Wednesday, July 18, 2012

Watching the UAW in Miss., poultry workers in Maryland, Appalachian musicians & coal miners, and Let's Call Them Working Class, Not Middle Class! Please!

Watching the UAW and Nissan in Canton, Miss.

Just finished an in-depth package of stories on the United Auto Workers and the Nissan plant in Canton, Miss., which runs in today's edition of the Jackson Free Press in Jackson, Miss. The package includes a sidebar on actor Danny Glover's involvement in the UAW's push for an election at the 3,300-worker plant. This is a huge story of national--make that global--implications. Veteran labor organizers like Bruce Raynor and Richard Bensinger are also part of the action.

A version for this blog will be coming in the days ahead.

In the meantime, a quick look across the South shows there are all kinds of labor stirrings.

Workers on Maryland's Eastern Shore
I heard recently from Baltimore-based writer Bruce Vail, who publishes with the Working In These Times web magazine and other outlets. He said he's writing about Maryland's Eastern Shore and the poultry industry there. Apparently owners are trying the now-familiar game of pitting black workers against Latino workers, something we saw in the huge drive by workers at the Smithfield pork processing plant in Tar Heel, N.C. Those workers finally overcame such divisive tactics to win their union.

Locked-out musicians in Kentucky win the day

Ira Grupper of Labor Paeans writes that members of the Louisville Orchestra in Louisville, Ky., overcame an effort by management to "break (the) back" of Local 11-637 of The American Federation of Musicians and ended a worker lockout with a newly signed agreement.

Management at the struggling orchestra--many orchestras are struggling nowadays--had hired scabs to replace musicians after they refused what they considered to be an unacceptable contract. The musicians hung in there, however, found some political support as well as help from Kentucky AFL-CIO President Bill Londrigan, and eventually won the day.

Black lung cases in Appalachia on the rise

Black lung cases in the coal mining country of Appalachia are on the rise, according to a recent investigation by National Public Radio and the Center for Public Integrity. The disease rate among miners has doubled in the past decade.  Howard Berkes of NPR All Things Considered reports that worst stage cases have actually quadrupled since the 1980s in parts of Kentucky, West Virginia and Virginia.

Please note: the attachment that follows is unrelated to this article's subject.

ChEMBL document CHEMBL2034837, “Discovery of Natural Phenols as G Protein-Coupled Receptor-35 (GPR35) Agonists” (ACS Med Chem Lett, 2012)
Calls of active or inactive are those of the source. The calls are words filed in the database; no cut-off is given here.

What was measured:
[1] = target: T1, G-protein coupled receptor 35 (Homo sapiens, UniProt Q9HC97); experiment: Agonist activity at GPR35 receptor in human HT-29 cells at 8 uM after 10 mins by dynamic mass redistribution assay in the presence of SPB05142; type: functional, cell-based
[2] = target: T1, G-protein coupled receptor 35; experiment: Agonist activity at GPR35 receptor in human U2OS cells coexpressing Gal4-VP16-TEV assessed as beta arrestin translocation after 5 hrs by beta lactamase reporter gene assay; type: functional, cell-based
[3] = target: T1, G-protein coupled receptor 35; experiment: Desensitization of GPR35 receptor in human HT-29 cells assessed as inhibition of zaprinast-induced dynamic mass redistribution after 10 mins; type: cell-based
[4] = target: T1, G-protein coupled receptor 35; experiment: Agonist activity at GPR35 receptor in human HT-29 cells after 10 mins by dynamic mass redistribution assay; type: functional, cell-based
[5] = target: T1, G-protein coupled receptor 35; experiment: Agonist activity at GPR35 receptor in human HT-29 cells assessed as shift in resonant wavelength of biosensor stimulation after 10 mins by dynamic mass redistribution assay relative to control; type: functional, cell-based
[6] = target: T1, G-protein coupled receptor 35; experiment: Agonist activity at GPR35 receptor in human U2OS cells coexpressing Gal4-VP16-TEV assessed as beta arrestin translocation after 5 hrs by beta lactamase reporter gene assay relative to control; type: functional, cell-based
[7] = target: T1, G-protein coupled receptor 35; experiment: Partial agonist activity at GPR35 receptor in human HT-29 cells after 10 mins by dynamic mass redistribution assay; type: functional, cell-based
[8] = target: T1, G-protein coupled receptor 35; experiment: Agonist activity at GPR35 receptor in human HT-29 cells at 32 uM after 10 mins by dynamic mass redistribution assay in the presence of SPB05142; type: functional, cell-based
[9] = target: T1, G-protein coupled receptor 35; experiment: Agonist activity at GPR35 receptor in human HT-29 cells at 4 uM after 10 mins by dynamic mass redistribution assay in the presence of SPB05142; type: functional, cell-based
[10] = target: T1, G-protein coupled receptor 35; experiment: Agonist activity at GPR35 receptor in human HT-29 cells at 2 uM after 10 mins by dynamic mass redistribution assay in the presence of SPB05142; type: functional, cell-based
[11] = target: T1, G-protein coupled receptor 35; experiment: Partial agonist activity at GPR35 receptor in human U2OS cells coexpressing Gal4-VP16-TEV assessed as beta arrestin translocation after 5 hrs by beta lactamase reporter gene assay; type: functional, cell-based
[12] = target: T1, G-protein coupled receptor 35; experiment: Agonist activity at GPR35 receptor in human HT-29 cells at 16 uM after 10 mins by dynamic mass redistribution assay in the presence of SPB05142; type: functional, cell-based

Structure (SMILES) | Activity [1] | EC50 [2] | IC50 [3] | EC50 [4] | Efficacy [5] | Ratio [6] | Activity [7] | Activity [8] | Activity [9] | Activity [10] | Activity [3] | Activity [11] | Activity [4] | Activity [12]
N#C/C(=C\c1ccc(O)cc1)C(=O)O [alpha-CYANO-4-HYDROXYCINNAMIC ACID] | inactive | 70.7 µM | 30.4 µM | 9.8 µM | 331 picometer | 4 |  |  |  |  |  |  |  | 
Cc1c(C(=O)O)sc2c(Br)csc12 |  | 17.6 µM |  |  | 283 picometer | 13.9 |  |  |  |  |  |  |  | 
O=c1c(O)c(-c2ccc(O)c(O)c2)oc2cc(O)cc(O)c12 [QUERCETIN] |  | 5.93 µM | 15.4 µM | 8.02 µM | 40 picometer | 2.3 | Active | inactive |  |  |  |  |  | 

Why? Blame the mining industry and federal regulators who apparently look the other way rather than enforce protections. If he were alive today, United Mine Workers leader John L. Lewis would ask (no, he would demand!) to know why are we turning back the clock to the horrible conditions that existed a century ago.

We are the working class, thank you very much!

I've been harping at this issue for a long time. We need to start using the term "working class" instead of the mollifying "middle class" term that President Obama and even national labor leaders want to continue to embrace even though it's clearly an example of the kind of language that seeks to eviscerate worker solidarity.

In an essay in the Spring 2012 edition of New Labor Forum, noted labor historian Nelson Lichtenstein comes out strongly for the "working class" in an article titled "Class Unconsciousness: Stop Using `Middle Class' to Depict the Labor Movement".

Maybe labor leaders at least will hear Lichtenstein even if they refuse to hear Atkins.

"Unionists and those who advocate on their behalf need to use the kind of language whose emotive power and historic resonance match the political audacity of those who occupied both the Wisconsin statehouse and the Wall Street parks," Lichtenstein writes.

Three years ago, in a May 29, 2009, letter to Cindy Estrada of the United Auto Workers in Detroit, yours truly, Joe Atkins, wrote the following: "My suggestion is to mount a `Worker Pride' campaign that really identifies all of us as workers--`If you have a boss, you're a worker'--and not to shy away from `working class identity'. This identity today can be shared by assembly line workers and high-tech workers and educators (and journalists). Even Silicon Valley workers could be made to identify with it these days! Believe me, you're never going to get `middle-class solidarity', and I'm not sure if the middle class even exists any more."

So there! I said it again!

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